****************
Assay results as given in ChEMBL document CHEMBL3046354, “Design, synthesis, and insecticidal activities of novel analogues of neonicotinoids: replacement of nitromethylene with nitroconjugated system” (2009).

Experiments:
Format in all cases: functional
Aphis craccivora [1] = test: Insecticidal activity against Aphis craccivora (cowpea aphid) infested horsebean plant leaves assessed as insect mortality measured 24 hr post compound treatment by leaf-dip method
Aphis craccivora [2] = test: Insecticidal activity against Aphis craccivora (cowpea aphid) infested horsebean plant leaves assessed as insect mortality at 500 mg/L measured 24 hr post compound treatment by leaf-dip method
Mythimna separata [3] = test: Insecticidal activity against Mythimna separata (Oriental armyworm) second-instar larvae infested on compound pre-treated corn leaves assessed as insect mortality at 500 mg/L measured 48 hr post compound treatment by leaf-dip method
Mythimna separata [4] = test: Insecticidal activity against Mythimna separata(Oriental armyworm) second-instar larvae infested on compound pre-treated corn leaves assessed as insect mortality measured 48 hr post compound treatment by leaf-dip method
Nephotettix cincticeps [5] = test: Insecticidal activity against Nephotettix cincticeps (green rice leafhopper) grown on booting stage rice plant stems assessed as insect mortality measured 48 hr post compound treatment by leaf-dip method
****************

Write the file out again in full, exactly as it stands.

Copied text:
Assay results as given in ChEMBL document CHEMBL3046354, “Design, synthesis, and insecticidal activities of novel analogues of neonicotinoids: replacement of nitromethylene with nitroconjugated system” (2009).

Experiments:
Format in all cases: functional
Aphis craccivora [1] = test: Insecticidal activity against Aphis craccivora (cowpea aphid) infested horsebean plant leaves assessed as insect mortality measured 24 hr post compound treatment by leaf-dip method
Aphis craccivora [2] = test: Insecticidal activity against Aphis craccivora (cowpea aphid) infested horsebean plant leaves assessed as insect mortality at 500 mg/L measured 24 hr post compound treatment by leaf-dip method
Mythimna separata [3] = test: Insecticidal activity against Mythimna separata (Oriental armyworm) second-instar larvae infested on compound pre-treated corn leaves assessed as insect mortality at 500 mg/L measured 48 hr post compound treatment by leaf-dip method
Mythimna separata [4] = test: Insecticidal activity against Mythimna separata(Oriental armyworm) second-instar larvae infested on compound pre-treated corn leaves assessed as insect mortality measured 48 hr post compound treatment by leaf-dip method
Nephotettix cincticeps [5] = test: Insecticidal activity against Nephotettix cincticeps (green rice leafhopper) grown on booting stage rice plant stems assessed as insect mortality measured 48 hr post compound treatment by leaf-dip method